Defense Secretary Jim Mattis told reporters this week that the primary mission for the U.S. has not changed in Syria, which is to defeat remnants of the ISIS terrorist group. Still, he added that the situation was “complex” and the military would also remain in Syria to guard against Iranian influence, work to end the Syrian civil war, deal with humanitarian issues, play geo-strategic chess with Russia, support and defend against its ally Turkey, and ensure girls can attend school.

“We may need to call up the DEA and get them involved in some counter-narcotics stuff as well,” Mattis said.

Mattis downplayed the idea of “mission creep” in Syria to reporters, reiterating the mission of the Defense Department has been to take care of every problem in the world since the country’s founding.

“The U.S. military is proud to be America’s 911 force,” Mattis said. “And 411, switchboard operator, therapist, and seedy 900 number.”

The strategy in Syria would mirror other successful Post-9/11 military campaigns, such as the War in Afghanistan, which officials touted as having accomplished far more in a shorter period of time than the Hundred Years’ War.

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Pentagon bans female service-members from jogging amid safety concerns

Some other initiatives are being considered to help women exercise less provocatively in safer environments.



WASHINGTON — In the face of a perceived spike of attacks on female joggers in recent weeks, the Pentagon has affirmed its commitment to women’s safety by prohibiting female service-members from jogging, sources confirmed today.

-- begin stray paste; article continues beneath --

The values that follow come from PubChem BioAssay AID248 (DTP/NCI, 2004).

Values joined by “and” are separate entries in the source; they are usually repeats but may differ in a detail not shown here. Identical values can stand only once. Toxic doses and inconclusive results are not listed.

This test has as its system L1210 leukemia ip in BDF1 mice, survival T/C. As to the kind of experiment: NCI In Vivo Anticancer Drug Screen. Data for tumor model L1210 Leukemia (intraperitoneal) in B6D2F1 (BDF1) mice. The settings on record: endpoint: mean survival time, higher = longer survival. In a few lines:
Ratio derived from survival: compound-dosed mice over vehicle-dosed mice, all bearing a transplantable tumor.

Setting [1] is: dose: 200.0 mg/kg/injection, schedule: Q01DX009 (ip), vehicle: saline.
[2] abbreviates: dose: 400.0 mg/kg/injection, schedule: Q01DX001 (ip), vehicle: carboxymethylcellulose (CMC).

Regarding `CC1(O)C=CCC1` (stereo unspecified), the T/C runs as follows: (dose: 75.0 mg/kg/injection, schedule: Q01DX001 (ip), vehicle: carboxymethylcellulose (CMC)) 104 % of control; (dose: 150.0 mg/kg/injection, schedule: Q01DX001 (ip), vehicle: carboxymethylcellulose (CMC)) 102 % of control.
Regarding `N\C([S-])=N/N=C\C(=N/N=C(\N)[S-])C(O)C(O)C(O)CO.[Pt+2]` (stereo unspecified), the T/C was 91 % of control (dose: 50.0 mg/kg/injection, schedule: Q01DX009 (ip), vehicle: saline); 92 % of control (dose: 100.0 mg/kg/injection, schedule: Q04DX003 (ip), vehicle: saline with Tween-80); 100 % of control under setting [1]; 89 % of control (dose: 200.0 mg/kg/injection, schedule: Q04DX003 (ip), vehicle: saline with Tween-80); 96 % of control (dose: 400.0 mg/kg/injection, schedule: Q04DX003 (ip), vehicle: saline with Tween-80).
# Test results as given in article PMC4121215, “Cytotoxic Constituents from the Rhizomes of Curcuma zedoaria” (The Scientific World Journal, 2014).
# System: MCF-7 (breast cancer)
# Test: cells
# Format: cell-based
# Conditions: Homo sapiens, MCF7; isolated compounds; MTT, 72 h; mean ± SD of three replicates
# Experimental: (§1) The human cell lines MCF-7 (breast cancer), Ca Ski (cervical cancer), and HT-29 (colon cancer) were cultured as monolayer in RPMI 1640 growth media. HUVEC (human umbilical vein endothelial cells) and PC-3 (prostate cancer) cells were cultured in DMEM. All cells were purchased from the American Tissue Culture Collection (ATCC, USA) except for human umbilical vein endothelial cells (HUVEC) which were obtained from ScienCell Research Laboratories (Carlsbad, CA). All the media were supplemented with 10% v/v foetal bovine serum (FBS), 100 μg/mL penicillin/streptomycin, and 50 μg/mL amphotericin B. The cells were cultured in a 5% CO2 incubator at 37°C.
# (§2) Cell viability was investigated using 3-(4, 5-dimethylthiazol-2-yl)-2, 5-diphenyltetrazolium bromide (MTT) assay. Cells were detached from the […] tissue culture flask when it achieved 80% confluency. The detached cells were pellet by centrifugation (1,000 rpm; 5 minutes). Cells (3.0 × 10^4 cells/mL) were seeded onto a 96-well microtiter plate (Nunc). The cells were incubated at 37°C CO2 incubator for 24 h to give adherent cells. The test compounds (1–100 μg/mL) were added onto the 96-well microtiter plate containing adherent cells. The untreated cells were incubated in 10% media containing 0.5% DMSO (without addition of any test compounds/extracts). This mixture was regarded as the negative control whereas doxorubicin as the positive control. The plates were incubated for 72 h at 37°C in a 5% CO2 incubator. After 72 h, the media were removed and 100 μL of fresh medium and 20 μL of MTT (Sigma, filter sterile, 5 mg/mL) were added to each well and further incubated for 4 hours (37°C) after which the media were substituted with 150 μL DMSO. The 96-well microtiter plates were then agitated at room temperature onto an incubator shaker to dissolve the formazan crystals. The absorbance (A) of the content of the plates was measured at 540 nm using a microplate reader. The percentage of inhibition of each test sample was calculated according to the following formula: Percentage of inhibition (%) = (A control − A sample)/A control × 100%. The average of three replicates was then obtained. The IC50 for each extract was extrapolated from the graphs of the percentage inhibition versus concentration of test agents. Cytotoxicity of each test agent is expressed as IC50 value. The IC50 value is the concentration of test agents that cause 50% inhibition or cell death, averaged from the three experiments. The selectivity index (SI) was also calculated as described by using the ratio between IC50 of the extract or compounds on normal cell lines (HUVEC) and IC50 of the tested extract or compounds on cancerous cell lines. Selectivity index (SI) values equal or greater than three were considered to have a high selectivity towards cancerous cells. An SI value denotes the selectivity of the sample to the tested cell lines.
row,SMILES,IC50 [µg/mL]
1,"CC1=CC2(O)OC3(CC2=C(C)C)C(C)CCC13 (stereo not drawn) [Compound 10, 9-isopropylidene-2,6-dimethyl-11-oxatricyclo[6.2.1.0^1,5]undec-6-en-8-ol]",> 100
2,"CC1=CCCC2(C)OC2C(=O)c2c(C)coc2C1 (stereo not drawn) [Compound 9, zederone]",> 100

“We are committed to the safety of all of our service members, but especially those that may make themselves targets for sexual assaults,” said Pentagon spokesman Lt. Col. David Petrides. “We want to ensure that these service members are not attracting unwanted attention via their choice of clothing, perspiration, or movements that could be characterized by depraved maniacs as ‘sexual’ in nature.”

Petrides also acknowledged the difficulty of the ban, telling reporters that other initiatives are being considered by senior leaders to help women exercise less provocatively in safer environments.

“Nothing is off the table when it comes to the health and welfare of our female service members,” said Petrides. “From a buddy system, pairing women with big, strong men to protect them from would-be attackers, to instituting vibrating-belt machine PT, we want to make sure we send a strong message that violence against women will not be tolerated.”

The most promising solution, according to Petrides, is to move-up the initiative already underway to make women’s PT uniforms less flattering, which is set to launch in late 2020.